A431 human epithelial carcinoma cells were obtained from the American Type Culture Collection (Manassas, VA). Cells were maintained at 37°C in a humidified atmosphere containing 5% CO2 in Dulbecco’s modified Eagle’s medium and Ham’s F12 nutrient mixture containing 10% fetal bovine serum (Gibco, Grand Island, NY).
Cell uptake assays were performed after seeding 1.2×106 A431 cells/mL/well in 24-multiwell culture plates. When the cells were about 80% confluent, each well was injected with 74 KBq of 68Ga-DOTA-DG or 18F-FDG in 1 mL of culture media (2 μg/mL for both radiotracers). A blocking study was performed with the addition of both radiotracers with 1 mg of cold deoxy-Dglucose to the wells (100 μL/well). After 60 minutes of incubation at 37°C, the culture media were removed, and the cells were washed twice with ice-cold Hank’s balanced salt solution (pH 7.3). The cells were then dissolved in 0.5% sodium dodecyl sulfate (0.5 mL/well). The radioactivity in the cells was measured using a gamma counter (Packard, Downers Grove, IL). The cell uptake of the radiotracers was calculated using the formula %uptake = (radioactivity of cells/total radioactivity) × 100%. This study was performed in triplicate.
The mice were kept under specific pathogen-free conditions and were handled and maintained according to Institutional Animal Care and Use Committee guidelines. A431 cells were inoculated subcutaneously into the right thighs of nude mice (20-25 g; Harlan Sprague Dawley, Indianapolis, IN) by injecting 1×106 viable tumor cells in a suspension of phosphate-buffered saline. When the resulting tumors grew to a diameter of 6-8 mm, the mice were allocated to three groups of three mice each. They were then injected intravenously with 68Ga-DOTA-DG or 18F-FDG (3.7 MBq/mouse). The animals were killed at 10, 30, and 60 minutes after injection. Blood, heart, liver, spleen, kidney, lung, stomach, intestine, muscle, bone, brain, and tumor tissues were removed, weighed, and counted for radioactivity using a gamma counter. Uptake of each radiotracer in various tissues was calculated as the percentage of the injected dose per gram of tissue (%ID/g).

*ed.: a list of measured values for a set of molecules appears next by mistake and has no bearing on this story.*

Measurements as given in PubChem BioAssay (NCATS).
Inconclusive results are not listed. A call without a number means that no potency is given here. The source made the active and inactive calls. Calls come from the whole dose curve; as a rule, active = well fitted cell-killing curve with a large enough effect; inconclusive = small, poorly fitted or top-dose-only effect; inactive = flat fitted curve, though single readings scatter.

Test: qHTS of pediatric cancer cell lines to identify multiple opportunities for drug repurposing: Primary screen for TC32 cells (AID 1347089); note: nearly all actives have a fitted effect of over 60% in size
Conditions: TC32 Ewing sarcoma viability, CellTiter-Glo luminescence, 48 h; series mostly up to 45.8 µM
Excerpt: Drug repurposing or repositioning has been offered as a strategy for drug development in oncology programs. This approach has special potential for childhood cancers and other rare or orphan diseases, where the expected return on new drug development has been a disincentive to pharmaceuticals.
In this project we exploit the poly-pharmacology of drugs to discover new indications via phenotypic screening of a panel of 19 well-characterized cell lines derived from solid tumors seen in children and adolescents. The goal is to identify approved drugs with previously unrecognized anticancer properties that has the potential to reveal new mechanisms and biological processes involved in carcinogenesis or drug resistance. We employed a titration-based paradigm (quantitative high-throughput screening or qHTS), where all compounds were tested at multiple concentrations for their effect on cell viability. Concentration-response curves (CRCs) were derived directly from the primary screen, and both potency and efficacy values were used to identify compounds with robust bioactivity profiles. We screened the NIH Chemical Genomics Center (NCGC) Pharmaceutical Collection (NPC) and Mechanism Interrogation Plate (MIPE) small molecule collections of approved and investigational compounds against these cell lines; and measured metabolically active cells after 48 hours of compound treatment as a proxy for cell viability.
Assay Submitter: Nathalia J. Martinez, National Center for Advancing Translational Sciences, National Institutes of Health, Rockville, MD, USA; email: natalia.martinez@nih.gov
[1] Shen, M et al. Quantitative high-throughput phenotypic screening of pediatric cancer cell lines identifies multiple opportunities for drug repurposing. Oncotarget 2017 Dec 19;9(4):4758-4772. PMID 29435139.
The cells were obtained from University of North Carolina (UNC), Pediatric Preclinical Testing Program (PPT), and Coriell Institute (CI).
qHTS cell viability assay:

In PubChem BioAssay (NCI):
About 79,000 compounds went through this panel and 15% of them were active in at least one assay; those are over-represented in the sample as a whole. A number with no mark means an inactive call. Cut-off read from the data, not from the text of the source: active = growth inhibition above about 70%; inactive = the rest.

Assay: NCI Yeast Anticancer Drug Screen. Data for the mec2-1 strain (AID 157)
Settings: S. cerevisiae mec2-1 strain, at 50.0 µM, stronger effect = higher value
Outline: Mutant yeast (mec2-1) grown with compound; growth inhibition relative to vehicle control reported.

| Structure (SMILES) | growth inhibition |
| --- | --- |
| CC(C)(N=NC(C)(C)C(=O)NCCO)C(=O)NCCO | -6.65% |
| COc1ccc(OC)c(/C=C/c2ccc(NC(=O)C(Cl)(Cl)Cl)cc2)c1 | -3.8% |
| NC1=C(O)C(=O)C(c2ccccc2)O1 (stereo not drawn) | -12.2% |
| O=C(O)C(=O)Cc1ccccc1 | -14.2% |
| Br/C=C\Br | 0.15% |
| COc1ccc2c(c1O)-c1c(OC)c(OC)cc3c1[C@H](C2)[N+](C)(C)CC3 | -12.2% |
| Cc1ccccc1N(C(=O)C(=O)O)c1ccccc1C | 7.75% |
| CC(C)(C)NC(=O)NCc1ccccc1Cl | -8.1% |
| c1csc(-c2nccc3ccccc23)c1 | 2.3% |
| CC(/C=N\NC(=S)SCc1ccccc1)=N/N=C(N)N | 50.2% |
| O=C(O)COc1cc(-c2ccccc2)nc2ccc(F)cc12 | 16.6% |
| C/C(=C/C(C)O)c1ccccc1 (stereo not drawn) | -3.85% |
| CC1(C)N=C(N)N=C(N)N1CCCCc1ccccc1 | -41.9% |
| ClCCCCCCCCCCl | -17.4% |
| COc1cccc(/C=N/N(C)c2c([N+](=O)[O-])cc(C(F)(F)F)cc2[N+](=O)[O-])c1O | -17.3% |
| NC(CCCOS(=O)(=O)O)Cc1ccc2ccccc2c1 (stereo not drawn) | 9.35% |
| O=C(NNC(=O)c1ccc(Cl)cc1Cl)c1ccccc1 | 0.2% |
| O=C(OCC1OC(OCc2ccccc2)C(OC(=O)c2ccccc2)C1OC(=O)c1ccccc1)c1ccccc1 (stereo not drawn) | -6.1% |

A431 tumor cells were inoculated into nude mice as described above. When the resulting tumors grew to 6-8 mm in diameter, the mice were injected intravenously with 68Ga-DOTA-DG (20 μg, 14.8 MBq/mouse, 0.2 mL). The mice were then placed in the prone position for micro-PET (μPET) imaging. Prior to imaging, the mice were anesthetized with 2% isoflurane gas (Iso-Thesia, Rockville Centre, NY) in oxygen. During imaging, anesthesia in the mice was maintained with 0.5-1.5% isoflurane. μPET images were acquired 30-80 minutes after radiotracer injection using an R4 μPET scanner (Concorde Microsystems, Knoxville, TN).
Cell uptake and biodistribution data were analyzed using two-tailed, unpaired Student t-tests, with p values less than 0.05 considered to be statistically significant. The in vitro percentage of radiotracer uptake, in vivo percentage of injected radiotracer dose per gram of tissue, and tumor-to-nontumor ratios are presented as the mean ± standard deviation. All statistical computations were performed using the Excel software program (Microsoft Corporation, Redmond, WA).